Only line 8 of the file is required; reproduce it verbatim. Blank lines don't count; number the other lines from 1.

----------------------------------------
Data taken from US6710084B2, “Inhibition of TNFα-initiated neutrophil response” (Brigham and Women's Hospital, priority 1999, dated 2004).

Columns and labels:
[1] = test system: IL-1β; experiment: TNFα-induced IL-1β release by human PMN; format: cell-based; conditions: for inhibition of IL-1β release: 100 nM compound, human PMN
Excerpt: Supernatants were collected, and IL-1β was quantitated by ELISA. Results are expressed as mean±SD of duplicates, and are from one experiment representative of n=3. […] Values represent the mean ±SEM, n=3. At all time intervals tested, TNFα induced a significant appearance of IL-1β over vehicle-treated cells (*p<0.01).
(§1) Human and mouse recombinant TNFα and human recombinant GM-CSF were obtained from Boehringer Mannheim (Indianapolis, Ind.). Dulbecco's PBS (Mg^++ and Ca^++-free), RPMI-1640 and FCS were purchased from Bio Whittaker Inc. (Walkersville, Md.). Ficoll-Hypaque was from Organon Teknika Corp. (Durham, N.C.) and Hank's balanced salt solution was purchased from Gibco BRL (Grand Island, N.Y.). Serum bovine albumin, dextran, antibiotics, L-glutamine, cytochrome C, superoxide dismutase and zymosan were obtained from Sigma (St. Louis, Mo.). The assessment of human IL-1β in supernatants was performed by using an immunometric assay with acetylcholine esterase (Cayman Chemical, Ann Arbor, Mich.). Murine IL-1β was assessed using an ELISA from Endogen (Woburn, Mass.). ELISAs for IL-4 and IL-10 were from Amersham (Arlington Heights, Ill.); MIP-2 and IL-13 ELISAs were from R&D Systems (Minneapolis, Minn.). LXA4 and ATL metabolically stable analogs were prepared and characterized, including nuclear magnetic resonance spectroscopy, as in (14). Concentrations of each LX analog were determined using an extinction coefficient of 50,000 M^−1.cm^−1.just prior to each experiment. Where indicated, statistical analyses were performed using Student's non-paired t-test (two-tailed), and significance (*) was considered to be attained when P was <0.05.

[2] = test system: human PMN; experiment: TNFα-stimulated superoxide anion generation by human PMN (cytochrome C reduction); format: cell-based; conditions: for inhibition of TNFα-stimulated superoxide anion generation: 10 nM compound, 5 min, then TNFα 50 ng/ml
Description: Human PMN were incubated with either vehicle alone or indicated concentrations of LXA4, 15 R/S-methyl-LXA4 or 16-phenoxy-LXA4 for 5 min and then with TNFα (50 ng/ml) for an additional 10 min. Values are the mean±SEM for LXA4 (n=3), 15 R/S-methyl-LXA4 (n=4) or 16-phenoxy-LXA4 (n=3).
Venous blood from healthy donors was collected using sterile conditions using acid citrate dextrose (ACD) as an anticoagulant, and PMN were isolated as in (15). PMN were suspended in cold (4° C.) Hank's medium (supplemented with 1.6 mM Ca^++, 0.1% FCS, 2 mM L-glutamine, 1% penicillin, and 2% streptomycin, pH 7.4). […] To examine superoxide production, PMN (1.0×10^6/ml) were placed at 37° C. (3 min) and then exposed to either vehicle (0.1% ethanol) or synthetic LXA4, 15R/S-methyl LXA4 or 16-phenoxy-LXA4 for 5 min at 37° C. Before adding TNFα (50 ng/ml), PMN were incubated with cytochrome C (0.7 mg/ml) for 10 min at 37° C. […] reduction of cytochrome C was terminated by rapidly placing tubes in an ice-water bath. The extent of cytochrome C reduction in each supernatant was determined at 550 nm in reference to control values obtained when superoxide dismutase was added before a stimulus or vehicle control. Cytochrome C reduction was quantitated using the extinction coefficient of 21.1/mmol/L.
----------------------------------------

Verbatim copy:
Venous blood from healthy donors was collected using sterile conditions using acid citrate dextrose (ACD) as an anticoagulant, and PMN were isolated as in (15). PMN were suspended in cold (4° C.) Hank's medium (supplemented with 1.6 mM Ca^++, 0.1% FCS, 2 mM L-glutamine, 1% penicillin, and 2% streptomycin, pH 7.4). […] To examine superoxide production, PMN (1.0×10^6/ml) were placed at 37° C. (3 min) and then exposed to either vehicle (0.1% ethanol) or synthetic LXA4, 15R/S-methyl LXA4 or 16-phenoxy-LXA4 for 5 min at 37° C. Before adding TNFα (50 ng/ml), PMN were incubated with cytochrome C (0.7 mg/ml) for 10 min at 37° C. […] reduction of cytochrome C was terminated by rapidly placing tubes in an ice-water bath. The extent of cytochrome C reduction in each supernatant was determined at 550 nm in reference to control values obtained when superoxide dismutase was added before a stimulus or vehicle control. Cytochrome C reduction was quantitated using the extinction coefficient of 21.1/mmol/L.